If you come from a non-creedal Christian church tradition—and there are a good number of them within Evangelicalism—you might wonder what a creed is and why other Christians include them in their worship services. Historical theologian Jaroslav Pelikan defines a creed thusly: “A creed is a concise, formal, and authorized statement of important points of Christian doctrine.”1
One of the great things about the creeds of Christendom is that they introduce us to the triune God—Father, Son, and Holy Spirit. This is why theologian Alister McGrath says that the creeds “allow us to recognize and avoid inadequate or incomplete versions of Christianity.”2
In this series, we’re specifically looking at the Apostles’ Creed.
It is widely used in Western Christendom, both in the Roman Catholic Church and in various Protestant churches (Lutheran, Reformed, Presbyterian, Anglican, Methodist, Congregational, among others). In fact, most evangelical churches have creedal statements that serve as something like the Apostles’ Creed. Some nondenominational churches even sing the creed in their worship services.
Take time to read through the Apostles’ Creed, and then we’ll examine some common questions about it:
I believe in God, the Father almighty,
creator of heaven and earth.
I believe in Jesus Christ, his only Son, our Lord,
who was conceived by the Holy Spirit
and born of the virgin Mary.
He suffered under Pontius Pilate,
was crucified, died, and was buried;
he descended to hell.
The third day he rose again from the dead.
He ascended to heaven
and is seated at the right hand of God the Father almighty.
From there he will come to judge the living and the dead.
I believe in the Holy Spirit,
the holy catholic church,
the communion of saints,
the forgiveness of sins,
the resurrection of the body,
and the life everlasting. Amen.
5 Questions about the Apostles’ Creed
Creeds have been an important part of historic Christianity from the very beginning. Christians recite creeds to confess or profess their faith publicly. The creeds serve as authoritative pronouncements that set forth in summary form the central beliefs of the Christian faith.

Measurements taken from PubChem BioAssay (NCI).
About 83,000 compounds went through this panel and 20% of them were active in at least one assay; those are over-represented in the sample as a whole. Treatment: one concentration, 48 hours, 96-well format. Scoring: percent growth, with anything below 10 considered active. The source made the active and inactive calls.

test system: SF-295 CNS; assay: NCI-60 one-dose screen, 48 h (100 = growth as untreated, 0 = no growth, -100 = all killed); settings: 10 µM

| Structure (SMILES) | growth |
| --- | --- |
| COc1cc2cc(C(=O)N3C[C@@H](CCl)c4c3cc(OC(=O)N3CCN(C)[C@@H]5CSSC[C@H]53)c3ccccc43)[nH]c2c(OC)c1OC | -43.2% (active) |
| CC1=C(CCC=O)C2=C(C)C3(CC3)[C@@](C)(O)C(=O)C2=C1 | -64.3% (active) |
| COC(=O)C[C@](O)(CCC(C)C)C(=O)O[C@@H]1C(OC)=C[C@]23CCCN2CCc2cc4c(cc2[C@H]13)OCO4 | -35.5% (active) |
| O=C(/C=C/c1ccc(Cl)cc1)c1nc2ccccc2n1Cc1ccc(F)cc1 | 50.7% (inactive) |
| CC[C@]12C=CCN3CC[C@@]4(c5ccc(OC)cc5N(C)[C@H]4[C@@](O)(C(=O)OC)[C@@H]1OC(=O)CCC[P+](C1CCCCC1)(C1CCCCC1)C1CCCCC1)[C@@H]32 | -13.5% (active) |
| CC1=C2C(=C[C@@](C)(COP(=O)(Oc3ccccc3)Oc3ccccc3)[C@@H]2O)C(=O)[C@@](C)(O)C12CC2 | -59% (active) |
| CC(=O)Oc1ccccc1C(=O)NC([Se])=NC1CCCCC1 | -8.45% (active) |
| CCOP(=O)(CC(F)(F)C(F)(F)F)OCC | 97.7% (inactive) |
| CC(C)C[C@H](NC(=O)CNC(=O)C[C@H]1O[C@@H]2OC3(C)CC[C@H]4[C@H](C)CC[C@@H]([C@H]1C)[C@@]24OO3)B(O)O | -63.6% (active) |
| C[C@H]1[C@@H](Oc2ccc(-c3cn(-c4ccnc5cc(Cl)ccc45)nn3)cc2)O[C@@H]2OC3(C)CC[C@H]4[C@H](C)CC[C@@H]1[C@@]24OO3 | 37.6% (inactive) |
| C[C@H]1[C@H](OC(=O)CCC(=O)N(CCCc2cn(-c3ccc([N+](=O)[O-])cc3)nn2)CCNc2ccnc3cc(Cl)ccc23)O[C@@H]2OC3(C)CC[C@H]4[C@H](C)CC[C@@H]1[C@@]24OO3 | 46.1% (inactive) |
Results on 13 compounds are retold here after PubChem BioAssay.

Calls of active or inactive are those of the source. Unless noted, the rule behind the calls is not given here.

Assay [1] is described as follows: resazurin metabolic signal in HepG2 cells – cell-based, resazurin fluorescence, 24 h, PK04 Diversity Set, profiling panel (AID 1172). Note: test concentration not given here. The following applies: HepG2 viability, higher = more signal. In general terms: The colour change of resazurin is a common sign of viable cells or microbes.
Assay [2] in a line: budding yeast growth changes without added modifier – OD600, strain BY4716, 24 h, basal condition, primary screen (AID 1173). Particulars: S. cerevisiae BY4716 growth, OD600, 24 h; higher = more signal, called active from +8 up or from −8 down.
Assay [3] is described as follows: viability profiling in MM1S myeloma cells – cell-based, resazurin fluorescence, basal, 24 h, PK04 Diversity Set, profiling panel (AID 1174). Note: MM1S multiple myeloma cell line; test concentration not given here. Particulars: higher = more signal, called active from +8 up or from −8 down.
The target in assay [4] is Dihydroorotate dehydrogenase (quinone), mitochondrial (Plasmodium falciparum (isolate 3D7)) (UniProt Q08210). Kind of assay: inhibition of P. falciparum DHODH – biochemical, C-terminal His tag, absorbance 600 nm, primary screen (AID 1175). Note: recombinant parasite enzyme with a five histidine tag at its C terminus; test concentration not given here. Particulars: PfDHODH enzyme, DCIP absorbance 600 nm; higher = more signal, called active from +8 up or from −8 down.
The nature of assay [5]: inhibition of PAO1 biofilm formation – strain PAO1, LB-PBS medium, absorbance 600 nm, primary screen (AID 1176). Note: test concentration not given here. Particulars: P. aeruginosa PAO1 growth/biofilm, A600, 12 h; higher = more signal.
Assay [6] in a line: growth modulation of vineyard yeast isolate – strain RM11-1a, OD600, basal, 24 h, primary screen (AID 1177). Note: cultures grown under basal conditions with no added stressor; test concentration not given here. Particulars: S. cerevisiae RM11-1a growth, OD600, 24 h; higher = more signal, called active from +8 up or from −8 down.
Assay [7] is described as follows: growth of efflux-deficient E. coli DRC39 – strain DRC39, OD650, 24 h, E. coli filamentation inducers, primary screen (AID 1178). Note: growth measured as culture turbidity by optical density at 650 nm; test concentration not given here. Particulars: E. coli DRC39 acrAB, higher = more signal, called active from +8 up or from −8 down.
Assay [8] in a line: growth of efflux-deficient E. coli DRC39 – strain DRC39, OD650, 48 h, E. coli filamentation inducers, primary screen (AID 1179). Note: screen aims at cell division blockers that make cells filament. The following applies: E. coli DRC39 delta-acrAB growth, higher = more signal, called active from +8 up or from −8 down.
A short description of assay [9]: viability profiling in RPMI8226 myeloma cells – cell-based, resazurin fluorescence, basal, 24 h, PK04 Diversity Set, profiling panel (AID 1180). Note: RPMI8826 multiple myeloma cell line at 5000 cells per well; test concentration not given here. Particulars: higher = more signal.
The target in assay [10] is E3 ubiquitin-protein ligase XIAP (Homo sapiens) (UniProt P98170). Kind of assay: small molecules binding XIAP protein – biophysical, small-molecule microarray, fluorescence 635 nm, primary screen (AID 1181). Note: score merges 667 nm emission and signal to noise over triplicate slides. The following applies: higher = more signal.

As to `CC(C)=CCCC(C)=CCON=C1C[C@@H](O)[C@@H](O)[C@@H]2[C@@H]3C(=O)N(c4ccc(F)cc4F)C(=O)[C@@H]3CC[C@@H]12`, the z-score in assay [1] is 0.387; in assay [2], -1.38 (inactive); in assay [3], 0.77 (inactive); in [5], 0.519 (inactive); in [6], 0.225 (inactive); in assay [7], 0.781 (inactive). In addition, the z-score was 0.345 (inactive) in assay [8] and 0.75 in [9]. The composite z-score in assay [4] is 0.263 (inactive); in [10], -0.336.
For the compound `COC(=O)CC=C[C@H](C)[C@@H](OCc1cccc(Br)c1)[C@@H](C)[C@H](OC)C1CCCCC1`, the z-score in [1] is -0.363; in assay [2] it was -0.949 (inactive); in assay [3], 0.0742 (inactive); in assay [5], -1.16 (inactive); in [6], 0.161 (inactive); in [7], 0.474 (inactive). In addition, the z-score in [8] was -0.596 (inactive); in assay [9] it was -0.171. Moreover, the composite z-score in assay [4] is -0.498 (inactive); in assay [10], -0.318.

Let’s consider five questions that Christians commonly ask about the Apostles’ Creed:
1. Why is it that creeds are continually repeated? Confessional churches affirm that one’s deepest Christian beliefs must be confessed or publicly stated (Romans 10:9–10). Reciting creeds also helps in the catechetical (educational) process. But as theologian Luke Timothy Johnson notes, “some truths are so critical that they must be repeated over and over again.”3
2. Was the creed actually written by the apostles? No. This creed is called the “Apostles’ Creed” not because it was written by the apostles of Jesus themselves but because it contains a brief summary of apostolic teaching.
3. What does the phrase “he descended to hell” mean? The phrase “he descended to hell” was added late in the creed’s formation. Anglican theologian Alister McGrath says that it likely means that Christ is “among the dead” (a possible reference to hades, emphasizing Christ genuinely died). The Reformed tradition generally interprets it as a reference to Christ suffering God’s wrath (a type of hell) on the cross. So, I think a Christian can recite this somewhat controversial phrase in the creed in good conscience. However, some theologians find the phrase objectionable and suggest it be omitted from the creed.
4. The creed includes the phrase “the holy catholic church.” Isn’t this a reference to the Roman Catholic Church? While the Roman Catholic Church does use the Apostles’ Creed, Protestant versions of the creed intentionally lowercase the words “catholic church.” The word catholic means “universal,” and all of the original Protestant churches considered themselves legitimately part of the “catholic church” (or the universal church of Christ). So Protestants can affirm their commitment to catholicity (universality) without being officially part of the Roman Catholic Church.
5. Why doesn’t the creed explicitly mention such important doctrinal truths that continue to divide Christendom—like the authority of Scripture vis-à-vis tradition or the exact relationship of grace, faith, and works in salvation? It is true that the Apostles’ Creed doesn’t address all the doctrinal issues that divide the branches of Christendom (Orthodox, Catholic, Protestant), but it powerfully summarizes the essential doctrinal elements that they all share in common. The original branches of historic Protestantism valued the ecumenical creeds but insisted that there remained other issues that needed to be addressed, which they set forth in the longer and distinct confessions of faith.
The ecumenical creeds remain a critical part of Christendom and the devotion of millions of Christians.
Reflections: Your Turn
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